Biden scraps Chicago trip as talks on infrastructure heat up

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President Biden called off a scheduled trip to Chicago late Tuesday as Democratic divisions over the fate of two massive bills worth a total of $4.7 trillion threatened to torpedo the president’s domestic agenda.

Biden was scheduled to hit the Windy City Wednesday to give remarks on COVID-19 vaccine mandates for businesses. However, a White House official said that the visit would be postponed so the president can help push both pieces of legislation over the finish line in the House of Representatives.

“In meetings and calls over the weekend and through today, President Biden has been engaging with members of Congress on the path forward for the Build Back Better Act and the Bipartisan Infrastructure Deal,” the official said. “He will now remain at the White House tomorrow to continue working on advancing these two pieces of legislation to create jobs, grow the economy, and make investments in families, rather than failed giveaways to the rich and big corporations.”

Lawmakers in the House are expected to vote Thursday on the $1.2 trillion infrastructure bill that passed the Senate last month. Far-left Democrats have warned that they will vote against the measure if the $3.5 trillion Build Back Better Act is not passed by the House and Senate first.

The Capitol is seen at dawn as a consequential week begins in Washington for President Joe Biden and Democratic leaders in Congress who are trying to advance his $3.5 trillion "Build Back Better" and pass legislation to avoid a federal shutdown, Monday, Sept. 27, 2021
Two spending bills worth a total of $4.7 trillion threatened to torpedo Joe Biden’s agenda.
AP Photo/J. Scott Applewhite

However, House Speaker Nancy Pelosi (D-Calif.) poured cold water on that plan Monday night, telling members of her conference that the $3.5 trillion spending proposal was not yet ready to go.

A handful of Republicans are expected to support the infrastructure bill in defiance of instructions from GOP leadership, but it is not clear how many. That uncertainty, along with questions about the number of progressives who will fall in behind the measure, could create a mathematical headache for Pelosi — who bragged to reporters last month: “I don’t go to the Floor and lose [votes].”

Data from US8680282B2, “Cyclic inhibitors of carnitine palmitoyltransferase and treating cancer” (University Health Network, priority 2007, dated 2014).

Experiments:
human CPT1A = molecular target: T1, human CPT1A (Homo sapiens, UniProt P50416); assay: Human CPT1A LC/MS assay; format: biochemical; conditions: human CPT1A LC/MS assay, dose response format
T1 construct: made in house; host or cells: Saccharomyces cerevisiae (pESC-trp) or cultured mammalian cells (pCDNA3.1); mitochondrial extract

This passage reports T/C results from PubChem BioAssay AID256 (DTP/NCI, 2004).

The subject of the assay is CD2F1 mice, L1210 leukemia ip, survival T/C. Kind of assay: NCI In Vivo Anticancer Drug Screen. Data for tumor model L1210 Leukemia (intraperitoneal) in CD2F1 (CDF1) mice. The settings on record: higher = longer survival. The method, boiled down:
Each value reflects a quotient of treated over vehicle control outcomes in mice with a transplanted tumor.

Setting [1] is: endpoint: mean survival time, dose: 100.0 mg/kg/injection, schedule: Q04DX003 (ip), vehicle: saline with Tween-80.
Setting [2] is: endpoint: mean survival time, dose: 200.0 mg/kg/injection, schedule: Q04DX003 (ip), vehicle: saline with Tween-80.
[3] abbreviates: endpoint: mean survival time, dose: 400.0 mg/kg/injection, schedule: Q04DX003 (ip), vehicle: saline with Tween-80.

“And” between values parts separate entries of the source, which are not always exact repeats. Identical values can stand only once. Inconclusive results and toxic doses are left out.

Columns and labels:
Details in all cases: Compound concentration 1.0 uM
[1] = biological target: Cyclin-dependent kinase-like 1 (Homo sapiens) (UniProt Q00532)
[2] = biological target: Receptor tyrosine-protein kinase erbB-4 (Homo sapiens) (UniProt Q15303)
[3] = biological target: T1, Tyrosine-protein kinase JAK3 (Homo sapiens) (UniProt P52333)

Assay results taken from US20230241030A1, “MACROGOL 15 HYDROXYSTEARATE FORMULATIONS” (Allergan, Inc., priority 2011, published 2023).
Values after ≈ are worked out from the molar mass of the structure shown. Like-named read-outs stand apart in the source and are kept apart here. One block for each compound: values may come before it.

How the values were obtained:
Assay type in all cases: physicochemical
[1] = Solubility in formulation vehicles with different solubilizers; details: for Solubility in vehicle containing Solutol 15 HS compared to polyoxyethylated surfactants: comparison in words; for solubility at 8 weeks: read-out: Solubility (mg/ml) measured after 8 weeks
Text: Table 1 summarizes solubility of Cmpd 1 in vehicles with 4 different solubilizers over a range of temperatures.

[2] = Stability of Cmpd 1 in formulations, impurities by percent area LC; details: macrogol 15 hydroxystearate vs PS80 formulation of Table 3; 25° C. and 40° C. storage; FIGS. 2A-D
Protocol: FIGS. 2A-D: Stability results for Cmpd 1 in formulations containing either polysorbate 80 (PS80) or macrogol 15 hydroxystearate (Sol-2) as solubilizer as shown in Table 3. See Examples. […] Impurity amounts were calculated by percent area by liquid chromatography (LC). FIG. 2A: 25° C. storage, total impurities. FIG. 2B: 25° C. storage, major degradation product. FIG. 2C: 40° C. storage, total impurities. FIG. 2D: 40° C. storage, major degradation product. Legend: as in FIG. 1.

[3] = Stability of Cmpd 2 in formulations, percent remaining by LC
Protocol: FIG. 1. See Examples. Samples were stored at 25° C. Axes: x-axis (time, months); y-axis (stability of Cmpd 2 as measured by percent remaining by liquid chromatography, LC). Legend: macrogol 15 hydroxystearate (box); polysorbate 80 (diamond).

The drama took another turn Tuesday when Sen. Bernie Sanders (I-Vt.) — the chairman of the Senate Budget Committee and the primary author of the $3.5 trillion social spending spree — urged House progressives to hold the infrastructure bill hostage until the larger measure is approved by Congress.

Sen. Bernie Sanders
Sen. Bernie Sanders urged House progressives to hold the infrastructure bill hostage until the larger measure is approved.
© Tom Williams/Congressional Quarterly via ZUMA Press

Sanders argued in a Twitter threat that if the $1.2 trillion bill was passed this week, it would “end all leverage that we have to pass a major reconciliation bill.

“That means there will be no serious effort to address the long-neglected crises facing the working families of our country, the children, the elderly, the sick and the poor,” Sanders added. “It also means that Congress will continue to ignore the existential threat to our country and planet with regard to climate change. I strongly urge my House colleagues to vote against the bipartisan infrastructure bill until Congress passes a strong reconciliation bill.”

Democrats are attempting to move the $3.5 trillion measure through the House and Senate with no Republican support. However, Sanders has a mathematical headache of his own: In a 50-50 Senate, Democrats cannot have a single senator from their side turn against the bill, yet Sen. Joe Manchin (D-W.Va.) and Sen. Kyrsten Sinema (D-Ariz.) have already said they will not support the reconciliation measure at its current cost.

Both Manchin and Sinema met with Biden at the White House Tuesday, but have not publicly revealed what amount would make them comfortable with supporting a reconciliation measure. Politico reported Tuesday night that Sinema had told the president she was hesitant to talk specifics before the infrastructure bill clears the House.

“This is the third time she said she has told the president, ‘I’m not there. I’ve been very clear with you from the start,’” the outlet quoted a person close to the senator who relayed Sinema’s comments to Biden.

House Speaker Nancy Pelosi
House Speaker Nancy Pelosi said the $3.5 trillion spending proposal was not yet ready to go.
J. Scott Applewhite/AP

Meanwhile, Manchin called on House Democrats to get behind the infrastructure bill, telling reporters that “holding one hostage over the other is not fair, it’s not right. It’s not good for the country.”

“They have a right to do whatever they think and that’s a political agenda,” he added. “I’m looking at the needs of our country.”

Meanwhile, one House Democrat suggested that Biden take in Wednesday night’s Congressional Baseball Game if he wants to patch up his party’s rifts.

“If he really wants to talk to members and twist some arms,” Rep. Pete Aguilar (D-Calif.) told The Post, “he should come to the baseball game.”



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